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Find the top rated atv trails in Ashland, whether you're looking for an easy short atv trail or a long atv trail, you'll find what you're looking for. Click on a atv trail below to find trail descriptions, trail maps, photos, and reviews.
I like to ride the Olde Muskingum one way and then cross over to the towpath at Canal Fulton and Forty Corners and ride it back. Doing it this way you create a nice loop that is mostly shaded. If you want to shorten the loop, you also have the option of crossing over High Mill or Butterbridge. I live in the area and do this often. If you ride on weekdays it isn't very busy, the towpath gets more traffic. However, weekends and evenings you can get a lot of dog walkers near Canal Fulton on this trail. Because of recent flooding in the area both trails have some rough spots. Both surfaces are crushed limestone.
We rode two parts of this trail on separate occasions. First, we rode the entirety of Cuyahoga Valley National Park from Lock 39 to Botzum. Second, we rode from Massillon (Ernie's Bike Shop) to the outskirts of Akron.
Cuyahoga Park: If you're trying to decide between your mountain bike or road bike, pick the mountain bike. This trail is mostly dirt / crushed limestone, and it's quite bumpy. There are paved portions, but they're equally bumpy. Plus, if it's busy, you're not going to get up to speed anyways.
The path itself, on a Saturday afternoon, was full of cyclists and joggers. The trail meandered through the park and was quite scenic. It's northern Ohio, so there's very little elevation to tackle. Overall, if you don't mind a leisurely pace, a nice way to spend the afternoon.
Massillion to Akron: Starting from Ernie's Bike shop going North, the trail is pretty beat up. Whatever gravel was there is gone, and there's exposed concrete mixed with gravel. Which, is a rough ride. However, the closer you get to Canal Fulton, the nicer the trail becomes. From that point, North to Akron, our road bikes did just fine on the mix of paved and crushed limestone surfaces.
Outside of the surface in the start of the trail, this was an excellent ride. Great scenery, interesting things to explore off the trail, not too much traffic (on a Saturday afternoon), and the trail was well cared for. Definitely our favorite out of the two portions.
This is a really wonderful trail. We rode it from Fredricksburg to the Bridge of Dreams and back to checkout the newest section. The trail between Millersburg to Killbuck has a couple of gaping potholes at the edge of the trail due to erosion underneath. They have been spray painted with orange but if you arent paying attention and hit one you will likely crash. Stay 18-24" away from the edge!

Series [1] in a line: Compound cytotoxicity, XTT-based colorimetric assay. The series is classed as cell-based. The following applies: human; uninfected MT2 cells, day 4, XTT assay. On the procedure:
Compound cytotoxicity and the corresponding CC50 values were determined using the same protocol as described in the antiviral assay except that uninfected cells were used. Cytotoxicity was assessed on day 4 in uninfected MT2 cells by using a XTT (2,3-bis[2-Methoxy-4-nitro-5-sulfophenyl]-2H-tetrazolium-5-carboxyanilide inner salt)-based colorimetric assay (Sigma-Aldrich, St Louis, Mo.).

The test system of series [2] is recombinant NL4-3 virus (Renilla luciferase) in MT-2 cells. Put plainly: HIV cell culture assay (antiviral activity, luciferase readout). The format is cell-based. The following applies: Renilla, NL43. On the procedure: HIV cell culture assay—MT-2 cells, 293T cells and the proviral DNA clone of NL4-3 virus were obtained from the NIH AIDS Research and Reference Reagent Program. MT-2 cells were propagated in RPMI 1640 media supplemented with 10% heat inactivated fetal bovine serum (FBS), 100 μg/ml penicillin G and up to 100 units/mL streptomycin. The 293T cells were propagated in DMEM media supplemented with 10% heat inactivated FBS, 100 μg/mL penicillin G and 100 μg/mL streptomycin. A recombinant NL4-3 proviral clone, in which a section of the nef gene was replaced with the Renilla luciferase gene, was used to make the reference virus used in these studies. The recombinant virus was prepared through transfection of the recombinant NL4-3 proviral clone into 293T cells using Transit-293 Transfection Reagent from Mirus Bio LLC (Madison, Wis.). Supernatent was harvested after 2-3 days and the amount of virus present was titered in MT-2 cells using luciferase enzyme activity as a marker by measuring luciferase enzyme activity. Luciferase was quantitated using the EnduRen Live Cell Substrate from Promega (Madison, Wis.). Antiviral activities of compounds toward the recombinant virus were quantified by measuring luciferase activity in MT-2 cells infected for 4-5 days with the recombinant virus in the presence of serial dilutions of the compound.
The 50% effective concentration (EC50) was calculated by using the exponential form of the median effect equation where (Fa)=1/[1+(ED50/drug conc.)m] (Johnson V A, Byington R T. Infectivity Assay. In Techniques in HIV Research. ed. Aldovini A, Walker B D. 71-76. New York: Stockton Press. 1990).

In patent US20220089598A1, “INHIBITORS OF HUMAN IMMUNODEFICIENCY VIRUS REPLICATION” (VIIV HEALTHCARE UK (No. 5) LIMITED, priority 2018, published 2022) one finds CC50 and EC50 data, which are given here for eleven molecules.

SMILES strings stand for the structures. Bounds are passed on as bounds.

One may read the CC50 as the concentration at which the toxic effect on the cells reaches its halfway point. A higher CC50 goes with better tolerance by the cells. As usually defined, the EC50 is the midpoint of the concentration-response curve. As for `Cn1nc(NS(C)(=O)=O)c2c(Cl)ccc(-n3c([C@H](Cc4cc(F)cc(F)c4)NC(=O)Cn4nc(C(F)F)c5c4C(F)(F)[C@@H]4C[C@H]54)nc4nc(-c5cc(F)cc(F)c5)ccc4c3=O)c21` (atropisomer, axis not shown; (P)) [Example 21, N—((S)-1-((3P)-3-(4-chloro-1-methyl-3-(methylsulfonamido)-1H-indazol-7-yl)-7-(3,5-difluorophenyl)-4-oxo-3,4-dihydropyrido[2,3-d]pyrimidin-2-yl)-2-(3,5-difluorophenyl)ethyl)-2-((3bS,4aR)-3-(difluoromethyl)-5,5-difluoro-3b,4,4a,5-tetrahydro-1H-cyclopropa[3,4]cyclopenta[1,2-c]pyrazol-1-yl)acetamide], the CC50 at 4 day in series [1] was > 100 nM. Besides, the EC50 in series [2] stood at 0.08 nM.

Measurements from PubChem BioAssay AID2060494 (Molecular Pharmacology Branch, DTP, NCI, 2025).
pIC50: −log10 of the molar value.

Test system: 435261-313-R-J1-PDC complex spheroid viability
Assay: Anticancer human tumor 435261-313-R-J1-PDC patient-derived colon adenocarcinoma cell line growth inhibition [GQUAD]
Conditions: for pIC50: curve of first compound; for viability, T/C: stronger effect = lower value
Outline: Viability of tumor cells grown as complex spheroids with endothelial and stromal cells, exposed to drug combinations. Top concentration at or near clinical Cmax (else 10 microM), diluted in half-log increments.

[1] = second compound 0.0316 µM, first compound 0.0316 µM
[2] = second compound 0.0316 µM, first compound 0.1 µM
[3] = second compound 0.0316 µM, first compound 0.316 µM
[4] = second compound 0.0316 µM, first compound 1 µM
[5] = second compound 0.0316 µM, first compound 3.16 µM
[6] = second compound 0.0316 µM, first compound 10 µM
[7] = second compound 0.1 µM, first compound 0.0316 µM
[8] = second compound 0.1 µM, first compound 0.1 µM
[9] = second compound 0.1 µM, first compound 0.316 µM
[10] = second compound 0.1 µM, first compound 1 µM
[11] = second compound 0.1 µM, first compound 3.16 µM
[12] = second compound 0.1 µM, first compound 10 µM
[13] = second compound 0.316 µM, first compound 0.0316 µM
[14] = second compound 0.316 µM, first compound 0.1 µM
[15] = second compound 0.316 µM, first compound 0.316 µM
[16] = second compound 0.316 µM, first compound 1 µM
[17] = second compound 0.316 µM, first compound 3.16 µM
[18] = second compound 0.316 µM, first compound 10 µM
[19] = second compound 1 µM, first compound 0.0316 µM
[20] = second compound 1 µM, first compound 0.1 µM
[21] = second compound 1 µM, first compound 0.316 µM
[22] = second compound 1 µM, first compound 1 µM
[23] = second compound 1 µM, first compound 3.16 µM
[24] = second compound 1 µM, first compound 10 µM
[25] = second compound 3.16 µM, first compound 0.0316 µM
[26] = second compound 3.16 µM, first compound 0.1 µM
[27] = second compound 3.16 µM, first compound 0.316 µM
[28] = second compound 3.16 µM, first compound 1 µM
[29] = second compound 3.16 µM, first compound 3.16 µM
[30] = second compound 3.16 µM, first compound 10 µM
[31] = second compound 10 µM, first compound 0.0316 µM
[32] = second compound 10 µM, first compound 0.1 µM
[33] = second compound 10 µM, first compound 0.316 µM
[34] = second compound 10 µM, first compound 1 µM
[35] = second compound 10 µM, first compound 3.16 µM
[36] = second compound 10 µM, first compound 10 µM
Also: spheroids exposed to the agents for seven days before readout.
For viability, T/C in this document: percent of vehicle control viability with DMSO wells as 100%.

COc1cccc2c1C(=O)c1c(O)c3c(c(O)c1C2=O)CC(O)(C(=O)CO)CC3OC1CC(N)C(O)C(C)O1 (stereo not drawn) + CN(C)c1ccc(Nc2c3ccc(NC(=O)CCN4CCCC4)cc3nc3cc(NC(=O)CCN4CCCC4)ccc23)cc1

From Killbuck to Glemnont the route is on SR 520. A couple small rolling hills but an easy drive. It was chip and sealed recently so its not smooth asphalt but in good condition. Traffic was light but it was a Sunday.
The newest section from Glenmont to Gann was awesome. Its steady 2% grade uphill from Glenmont about 3.5 miles with short but steeper section as you get to the top of the ridge then downhill to Gann. And then the same in the opposite direction but the ridge is about 4 miles uphill from Gann. Very nice trail through the woods. Watch out for the bollards on the way down. One bollard is missing but the steel plate is still in the pavement. Dont hit that!. We made the little picnic area at the Bridge of Dreams our turnaround and lunch stop before riding back to Fredricksburg.
The Hoover Park Connector Trail is a nice trail that combines asphalt and crushed limestone surfaces. It is maintained by the Stark (County) Parks. Basically this trail connects Hoover High School with Walsh University. Along the way it also connects to the Hoover Community Recreation Complex and Middle Branch Trail (and Glen Oak High School) while winding its way through several residential neighborhoods. The trail is fairly flat with a few short steep climbs that can be easily tamed if you stand up out of the saddle.
My one complaint about this trail was that there were a few spots where the trail ended at a street and it was not exactly clear where the trail picked up again. There was always an arrow sign at each of these endings indicating the direction one would need to travel but in each case the path arrow on the sign showed several turns and there was no indication how far it was to pick up the trail again. In this aspect the trail could be improved.
While I would not characterize this trail as a destination trail for people outside of the area, I can see that this trail has great utility to the local residents who can utilize it to travel between popular community facilities.
Great ride on the section of the trail including Millersburg to Killbuck and Millersburg to Holmesville. Trail is very flat and wide. On a hot summer day the shady sections are welcoming. There are also open areas of the trail. Trail services include shops in Killbuck, just off the trail. Millersburg within feet of the trail. Also in Millersburg there are a few fast food restaurants steps away from the trail.